We collected all the required documents for submitting an application for temporary residence, extension of work permit (visa) ,and Home Affairs accepted April,10 2014  for  Dara Velanac (mother) and children to be accompany to her.

As we knew that parents (children) extended residence permit would already expire on the May,10 2014, we asked at the Home Affairs Office in Randburg, as well as the Office in Pretoria (phone call).

We asked,would children still be able to leave the country and return to the South Africa  in the meantime or if they have to remain in South Africa and wait for the outcome application, which are still pending.

Advice, we (parents) received from the spokesperson of Department of Home Affairs, that travel out and in South Africa is legal with Acknowledge of Receipt, because for the “people who applied (their mother) before the new law came into operation ,application still stand ,and will not be subject to the new rules ,means the new law does not apply retrospectively.”

Children were invited by Serbian community in collaboration with the Serbian Orthodox Church St. Toma, The Serbian Embassy (Pretoria) and Serbian school St. Sava in Johannesburg to represent South Africa in Traditional Dance (together with 15 boys and girls) and visit Republic of Serbia from July,02   until   July,20  2014.

On July 02 ,2014 children  checked in at Tambo International Airport  to visit Republic of Serbia, and presented their passport t.

Immigration Officer informed children and guardian that the regulations had changed on and that children would now be banned from the RSA without parents knowledge  ,and given document to children to sign (they are 16 years old).

The following list has the purpose of showing you good causes why children should not be banned and not to be an undesirable persons to the RSA.

1) Throughout all family entire applications process we have follow all instructions from the Department of Home Affairs. (include last 6 years)

2)We submitted all applications in time ,and Sinisa Velanac (father) have valid work permit ref. No JHB 14522/2013/TRV  issued at Head Office on July,29  2013.

3)  Home Affairs in Randburg and in Pretoria advise children’s parents still be able to leave the country and return to the South Africa , while still waiting for the outcome of applications.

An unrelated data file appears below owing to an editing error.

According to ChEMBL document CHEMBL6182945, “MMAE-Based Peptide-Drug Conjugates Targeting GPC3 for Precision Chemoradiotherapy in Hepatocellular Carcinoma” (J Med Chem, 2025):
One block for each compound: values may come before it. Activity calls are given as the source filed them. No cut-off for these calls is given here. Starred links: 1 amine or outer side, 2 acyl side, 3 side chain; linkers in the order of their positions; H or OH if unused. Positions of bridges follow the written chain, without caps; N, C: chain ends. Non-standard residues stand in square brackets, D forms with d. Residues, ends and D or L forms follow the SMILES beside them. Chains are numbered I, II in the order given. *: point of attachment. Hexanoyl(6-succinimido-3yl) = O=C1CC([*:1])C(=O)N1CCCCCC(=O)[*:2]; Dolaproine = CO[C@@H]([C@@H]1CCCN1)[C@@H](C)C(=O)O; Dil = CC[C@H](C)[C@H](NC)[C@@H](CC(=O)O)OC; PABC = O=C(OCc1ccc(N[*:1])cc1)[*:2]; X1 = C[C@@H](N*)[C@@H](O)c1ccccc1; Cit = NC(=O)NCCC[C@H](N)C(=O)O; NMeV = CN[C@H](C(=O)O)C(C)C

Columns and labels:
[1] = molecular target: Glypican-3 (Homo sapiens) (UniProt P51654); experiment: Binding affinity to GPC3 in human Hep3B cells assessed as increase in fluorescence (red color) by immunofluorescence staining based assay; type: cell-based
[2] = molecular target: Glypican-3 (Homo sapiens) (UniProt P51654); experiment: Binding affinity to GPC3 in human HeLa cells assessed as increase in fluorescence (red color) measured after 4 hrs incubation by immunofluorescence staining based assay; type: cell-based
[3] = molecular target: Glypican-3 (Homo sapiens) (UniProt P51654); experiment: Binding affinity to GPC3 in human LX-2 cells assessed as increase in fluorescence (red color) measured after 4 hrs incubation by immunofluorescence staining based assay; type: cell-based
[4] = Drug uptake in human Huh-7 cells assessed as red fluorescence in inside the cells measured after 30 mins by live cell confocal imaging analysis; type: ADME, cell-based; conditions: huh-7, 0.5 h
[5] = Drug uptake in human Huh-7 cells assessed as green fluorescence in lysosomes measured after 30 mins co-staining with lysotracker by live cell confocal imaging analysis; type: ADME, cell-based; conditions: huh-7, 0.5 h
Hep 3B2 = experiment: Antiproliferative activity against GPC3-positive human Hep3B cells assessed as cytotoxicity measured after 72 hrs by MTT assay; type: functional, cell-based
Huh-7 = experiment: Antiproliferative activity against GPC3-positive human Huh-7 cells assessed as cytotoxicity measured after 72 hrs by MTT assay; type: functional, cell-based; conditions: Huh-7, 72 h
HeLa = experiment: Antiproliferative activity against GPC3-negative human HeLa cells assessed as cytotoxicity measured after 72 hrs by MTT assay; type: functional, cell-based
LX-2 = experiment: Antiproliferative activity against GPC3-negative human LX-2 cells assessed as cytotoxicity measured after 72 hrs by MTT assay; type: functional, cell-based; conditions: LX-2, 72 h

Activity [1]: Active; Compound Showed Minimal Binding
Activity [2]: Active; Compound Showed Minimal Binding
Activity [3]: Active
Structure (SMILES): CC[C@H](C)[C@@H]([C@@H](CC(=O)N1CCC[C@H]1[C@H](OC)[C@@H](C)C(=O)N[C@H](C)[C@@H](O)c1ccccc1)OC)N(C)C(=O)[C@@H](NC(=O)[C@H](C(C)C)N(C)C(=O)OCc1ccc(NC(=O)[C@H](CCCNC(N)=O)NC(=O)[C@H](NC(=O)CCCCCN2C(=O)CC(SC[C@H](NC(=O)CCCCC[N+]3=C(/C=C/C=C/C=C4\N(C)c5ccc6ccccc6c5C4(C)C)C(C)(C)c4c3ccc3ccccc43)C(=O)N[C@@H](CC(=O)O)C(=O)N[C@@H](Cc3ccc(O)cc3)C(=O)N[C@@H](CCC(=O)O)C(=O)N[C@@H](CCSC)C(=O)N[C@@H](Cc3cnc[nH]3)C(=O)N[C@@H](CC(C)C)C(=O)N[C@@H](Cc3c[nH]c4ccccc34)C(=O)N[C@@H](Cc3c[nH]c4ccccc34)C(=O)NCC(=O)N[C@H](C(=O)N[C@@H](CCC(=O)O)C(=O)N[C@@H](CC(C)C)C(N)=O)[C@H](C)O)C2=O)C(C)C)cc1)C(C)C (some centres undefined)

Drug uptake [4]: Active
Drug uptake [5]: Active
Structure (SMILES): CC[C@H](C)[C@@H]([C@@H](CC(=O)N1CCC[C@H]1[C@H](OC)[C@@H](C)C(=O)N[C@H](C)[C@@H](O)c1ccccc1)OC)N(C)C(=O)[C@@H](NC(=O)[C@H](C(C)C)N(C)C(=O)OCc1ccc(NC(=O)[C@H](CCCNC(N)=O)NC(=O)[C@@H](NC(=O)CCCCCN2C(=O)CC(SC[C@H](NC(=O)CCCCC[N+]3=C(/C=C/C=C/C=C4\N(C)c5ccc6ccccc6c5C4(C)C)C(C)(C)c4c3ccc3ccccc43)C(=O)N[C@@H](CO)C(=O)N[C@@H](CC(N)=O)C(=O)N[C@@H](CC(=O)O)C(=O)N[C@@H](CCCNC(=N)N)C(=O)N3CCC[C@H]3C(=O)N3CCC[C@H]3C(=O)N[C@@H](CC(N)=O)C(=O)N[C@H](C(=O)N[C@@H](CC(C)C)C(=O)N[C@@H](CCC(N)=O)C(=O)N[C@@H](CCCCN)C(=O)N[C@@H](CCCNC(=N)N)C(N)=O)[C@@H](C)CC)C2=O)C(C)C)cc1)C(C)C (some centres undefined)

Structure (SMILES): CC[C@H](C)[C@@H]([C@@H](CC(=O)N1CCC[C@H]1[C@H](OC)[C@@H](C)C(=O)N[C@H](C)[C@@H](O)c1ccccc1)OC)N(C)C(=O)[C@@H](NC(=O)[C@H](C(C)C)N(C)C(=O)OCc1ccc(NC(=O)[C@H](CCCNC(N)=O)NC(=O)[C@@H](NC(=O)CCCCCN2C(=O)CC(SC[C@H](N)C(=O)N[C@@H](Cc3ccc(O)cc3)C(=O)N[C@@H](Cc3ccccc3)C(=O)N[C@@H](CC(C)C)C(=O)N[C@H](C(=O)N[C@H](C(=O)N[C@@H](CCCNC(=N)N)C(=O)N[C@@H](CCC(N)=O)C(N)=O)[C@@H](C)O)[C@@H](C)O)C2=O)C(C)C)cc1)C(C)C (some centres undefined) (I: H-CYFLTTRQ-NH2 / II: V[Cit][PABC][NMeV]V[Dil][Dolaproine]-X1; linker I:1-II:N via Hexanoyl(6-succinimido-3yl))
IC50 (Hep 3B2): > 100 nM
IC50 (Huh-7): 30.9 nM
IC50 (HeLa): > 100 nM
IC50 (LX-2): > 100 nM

4) It is contradictory to stay in the country even without a valid permit-visa and then punish children for overstaying parents permit- visa and wait for the outcome application, which are still pending 3 months period .

5) Never in South Africa, not in any other country our family – CHILDREN ever committed any crime or acted in contradiction to the law.

6) Children attending school King Edwards VII,Houghton,11 class and also finished primary school Pridwin, in Melrose, Johannesburg.

7) Parents and are not advised and contents of this notice didn’t interpreted to guardian to understand explanation that children found declared undesirable of the fallowing overstayed not be able to come back at home in South Africa

8) Declaration of foreigner as undesirable person is signed by the children who are 16 years old, without any other signed document from guardian and parents.

9) Children suppose not to be deported back to origin of country-Serbia, because they are minors (16 years old),without parents or guardian permission and have no one to welcome them and give them safety and accommodation. Their parents and home is here, in South Africa.

 

We are  confident  that the above mentioned will convince you that children cannot be considered as an undesirable persons and therefore should not be prohibited from re-entering the country.

We are looking forward to a positive outcome of this appeal and remain with our

Sincere regards,

Family  ,SinisaVelanac (father)                 Dara Velanac (mother)

Gigaba: State to avoid bad immigration impact

Gigaba: State to avoid bad immigration impact
July 4 2014 at 01:25pm

Public Enterprises Minister Malusi Gigaba. Picture: Sarah Makoe.
Johannesburg – Discussion on the new immigration regulations will continue and problems will be tested to prevent negative impacts on the economy, Home Affairs Minister Malusi Gigaba said on Friday.
“Our doors are not closed. We are open to further engagement on the consequences. You can never introduce new regulations that are perfect and will work,” he said at The New Age’s televised breakfast briefing in Midrand.